Monday, December 11, 2006

The role of olfactory cues in host-plant selection by the glassy-winged sharpshooter, Homalodisca coagulata

Hannah Nadel, hnadel@fresno.ars.usda.gov1, Russell Groves, rgroves@fresno.ars.usda.gov1, Ron Seligmann, ron.seligmann@agrotalk.com2, Marshall W. Johnson, mjohnson@uckac.edu3, and James Hagler, JHagler@wcrl.ars.usda.gov1. (1) USDA-ARS, 9611 South Riverbend Ave, Parlier, CA, (2) AgroTalk, 6 Agnon St, Raanana, Israel, (3) University of California - Riverside, Entomology, UC Kearney Agricultural Center, 9240 S. Riverbend Ave, Parlier, CA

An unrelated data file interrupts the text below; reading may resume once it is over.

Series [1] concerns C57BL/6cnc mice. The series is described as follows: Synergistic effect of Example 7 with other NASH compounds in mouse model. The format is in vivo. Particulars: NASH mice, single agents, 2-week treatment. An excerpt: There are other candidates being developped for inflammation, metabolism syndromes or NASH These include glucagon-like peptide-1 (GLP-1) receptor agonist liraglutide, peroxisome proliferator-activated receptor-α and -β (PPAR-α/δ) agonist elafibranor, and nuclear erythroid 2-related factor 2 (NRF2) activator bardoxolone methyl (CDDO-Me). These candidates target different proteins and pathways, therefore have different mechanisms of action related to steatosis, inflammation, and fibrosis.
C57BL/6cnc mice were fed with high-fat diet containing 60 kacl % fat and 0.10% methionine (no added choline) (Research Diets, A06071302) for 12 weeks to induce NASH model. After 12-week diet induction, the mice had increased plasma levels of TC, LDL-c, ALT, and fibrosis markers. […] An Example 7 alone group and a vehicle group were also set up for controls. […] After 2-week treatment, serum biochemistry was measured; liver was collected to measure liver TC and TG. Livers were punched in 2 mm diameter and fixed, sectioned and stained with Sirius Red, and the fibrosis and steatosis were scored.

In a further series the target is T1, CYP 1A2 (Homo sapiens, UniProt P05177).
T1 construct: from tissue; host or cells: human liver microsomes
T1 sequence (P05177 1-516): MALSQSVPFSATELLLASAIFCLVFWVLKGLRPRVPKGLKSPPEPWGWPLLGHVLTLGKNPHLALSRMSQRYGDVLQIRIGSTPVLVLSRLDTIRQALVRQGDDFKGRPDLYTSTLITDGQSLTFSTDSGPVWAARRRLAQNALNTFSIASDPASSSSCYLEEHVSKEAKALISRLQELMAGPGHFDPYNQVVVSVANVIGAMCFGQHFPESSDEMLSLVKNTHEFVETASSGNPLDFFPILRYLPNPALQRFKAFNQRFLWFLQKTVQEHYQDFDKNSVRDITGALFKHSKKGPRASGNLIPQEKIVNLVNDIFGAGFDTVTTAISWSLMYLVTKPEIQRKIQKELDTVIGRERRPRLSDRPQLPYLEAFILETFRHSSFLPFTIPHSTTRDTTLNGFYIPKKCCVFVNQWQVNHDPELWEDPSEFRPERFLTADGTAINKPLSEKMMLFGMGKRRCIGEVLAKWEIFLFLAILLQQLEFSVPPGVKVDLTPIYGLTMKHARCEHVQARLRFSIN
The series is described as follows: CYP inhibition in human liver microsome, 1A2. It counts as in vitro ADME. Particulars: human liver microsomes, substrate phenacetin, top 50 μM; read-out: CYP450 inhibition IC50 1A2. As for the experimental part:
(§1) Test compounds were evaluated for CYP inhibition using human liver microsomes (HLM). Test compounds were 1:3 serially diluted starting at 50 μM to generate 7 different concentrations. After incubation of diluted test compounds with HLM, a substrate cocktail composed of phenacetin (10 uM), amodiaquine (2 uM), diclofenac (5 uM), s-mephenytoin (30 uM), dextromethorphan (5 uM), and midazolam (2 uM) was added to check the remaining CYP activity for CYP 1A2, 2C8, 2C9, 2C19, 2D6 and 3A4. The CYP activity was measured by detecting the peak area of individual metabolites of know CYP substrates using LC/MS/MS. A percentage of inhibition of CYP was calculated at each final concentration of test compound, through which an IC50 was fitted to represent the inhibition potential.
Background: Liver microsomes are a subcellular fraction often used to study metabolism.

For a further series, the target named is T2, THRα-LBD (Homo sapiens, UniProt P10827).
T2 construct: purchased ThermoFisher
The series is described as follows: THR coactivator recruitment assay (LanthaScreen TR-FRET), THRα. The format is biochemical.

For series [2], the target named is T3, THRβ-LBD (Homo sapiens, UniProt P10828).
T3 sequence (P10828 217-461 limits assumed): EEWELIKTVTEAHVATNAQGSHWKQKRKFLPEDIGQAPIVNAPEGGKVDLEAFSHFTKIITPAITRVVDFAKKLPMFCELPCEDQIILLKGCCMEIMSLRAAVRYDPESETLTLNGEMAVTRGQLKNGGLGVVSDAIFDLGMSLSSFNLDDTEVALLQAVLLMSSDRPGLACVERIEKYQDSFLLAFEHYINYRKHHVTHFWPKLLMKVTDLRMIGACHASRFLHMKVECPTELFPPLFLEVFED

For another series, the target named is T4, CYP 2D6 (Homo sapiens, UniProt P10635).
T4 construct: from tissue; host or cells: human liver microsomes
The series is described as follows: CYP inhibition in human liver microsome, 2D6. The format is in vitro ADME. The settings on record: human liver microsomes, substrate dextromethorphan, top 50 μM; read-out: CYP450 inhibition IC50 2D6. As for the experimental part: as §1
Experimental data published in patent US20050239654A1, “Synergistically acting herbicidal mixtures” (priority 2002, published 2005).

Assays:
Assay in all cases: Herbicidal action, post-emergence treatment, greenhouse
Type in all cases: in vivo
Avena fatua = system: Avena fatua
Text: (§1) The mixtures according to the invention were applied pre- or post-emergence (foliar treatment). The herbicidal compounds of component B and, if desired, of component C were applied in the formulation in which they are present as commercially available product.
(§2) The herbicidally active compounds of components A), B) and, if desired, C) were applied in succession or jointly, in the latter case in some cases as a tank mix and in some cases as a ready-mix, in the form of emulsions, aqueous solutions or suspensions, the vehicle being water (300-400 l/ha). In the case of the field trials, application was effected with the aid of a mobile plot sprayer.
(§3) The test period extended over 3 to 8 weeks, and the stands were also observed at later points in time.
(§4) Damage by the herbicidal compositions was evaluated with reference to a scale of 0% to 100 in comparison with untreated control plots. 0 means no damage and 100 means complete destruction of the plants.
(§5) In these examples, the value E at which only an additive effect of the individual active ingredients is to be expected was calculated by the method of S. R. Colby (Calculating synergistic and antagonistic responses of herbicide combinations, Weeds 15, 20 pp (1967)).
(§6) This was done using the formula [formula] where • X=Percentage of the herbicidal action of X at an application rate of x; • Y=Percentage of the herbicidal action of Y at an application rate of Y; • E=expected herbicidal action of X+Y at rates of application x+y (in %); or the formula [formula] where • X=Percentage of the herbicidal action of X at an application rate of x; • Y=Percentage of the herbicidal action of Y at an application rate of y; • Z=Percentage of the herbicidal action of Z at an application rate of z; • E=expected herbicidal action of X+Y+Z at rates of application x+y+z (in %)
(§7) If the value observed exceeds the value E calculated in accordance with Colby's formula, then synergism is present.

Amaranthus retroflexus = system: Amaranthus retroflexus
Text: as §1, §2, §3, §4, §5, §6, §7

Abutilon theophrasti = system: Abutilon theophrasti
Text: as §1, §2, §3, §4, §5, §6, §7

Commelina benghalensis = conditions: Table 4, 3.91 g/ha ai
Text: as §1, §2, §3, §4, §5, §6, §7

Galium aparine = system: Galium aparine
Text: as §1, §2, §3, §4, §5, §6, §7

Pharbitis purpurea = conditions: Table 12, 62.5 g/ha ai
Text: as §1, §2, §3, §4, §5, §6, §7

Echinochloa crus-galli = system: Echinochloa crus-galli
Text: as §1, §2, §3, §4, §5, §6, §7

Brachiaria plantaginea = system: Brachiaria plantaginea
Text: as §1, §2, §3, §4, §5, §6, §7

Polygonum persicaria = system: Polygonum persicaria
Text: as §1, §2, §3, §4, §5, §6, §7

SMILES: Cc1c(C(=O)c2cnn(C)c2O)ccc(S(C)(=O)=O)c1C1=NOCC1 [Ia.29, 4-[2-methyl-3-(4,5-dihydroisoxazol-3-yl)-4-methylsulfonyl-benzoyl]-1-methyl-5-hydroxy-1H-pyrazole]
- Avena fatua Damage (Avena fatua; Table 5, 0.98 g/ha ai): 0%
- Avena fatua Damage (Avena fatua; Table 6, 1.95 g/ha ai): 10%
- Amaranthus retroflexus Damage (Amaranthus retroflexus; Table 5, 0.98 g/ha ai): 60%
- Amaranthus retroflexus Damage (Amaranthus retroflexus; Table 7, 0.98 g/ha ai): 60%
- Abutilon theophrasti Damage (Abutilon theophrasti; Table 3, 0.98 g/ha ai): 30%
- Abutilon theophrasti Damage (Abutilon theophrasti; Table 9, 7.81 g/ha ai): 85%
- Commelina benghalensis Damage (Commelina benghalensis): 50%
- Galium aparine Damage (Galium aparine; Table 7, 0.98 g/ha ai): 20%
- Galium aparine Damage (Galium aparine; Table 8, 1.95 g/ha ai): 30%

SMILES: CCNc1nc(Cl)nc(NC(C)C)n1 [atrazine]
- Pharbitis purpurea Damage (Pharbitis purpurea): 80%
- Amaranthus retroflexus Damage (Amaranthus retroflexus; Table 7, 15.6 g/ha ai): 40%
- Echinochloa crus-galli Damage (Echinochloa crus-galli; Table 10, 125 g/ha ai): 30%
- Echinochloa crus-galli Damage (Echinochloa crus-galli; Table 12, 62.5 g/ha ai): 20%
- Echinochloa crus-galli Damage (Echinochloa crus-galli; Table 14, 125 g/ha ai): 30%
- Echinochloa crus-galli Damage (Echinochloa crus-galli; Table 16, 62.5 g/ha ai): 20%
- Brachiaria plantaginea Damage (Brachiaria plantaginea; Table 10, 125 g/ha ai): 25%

The glassy-winged sharpshooter (GWSS) is a highly polyphagous and mobile vector of Pierce’s disease of grapes. Trap captures in a multi-crop agricultural landscape under constant deficit irrigation suggest that adult GWSS movement is tied to irrigation schedules. To understand the observed patterns of movement, we explored the orientation and feeding responses of adult GWSS toward citrus and avocado plants undergoing various levels of water-deficit and nutritional treatments. Preliminary results with cage and olfactometer studies indicate that GWSS distinguishes water-stress in hosts and orients toward well-hydrated plants.

Species 1: Hemiptera Cicadellidae Homalodisca coagulata (glassy-winged sharpshooter)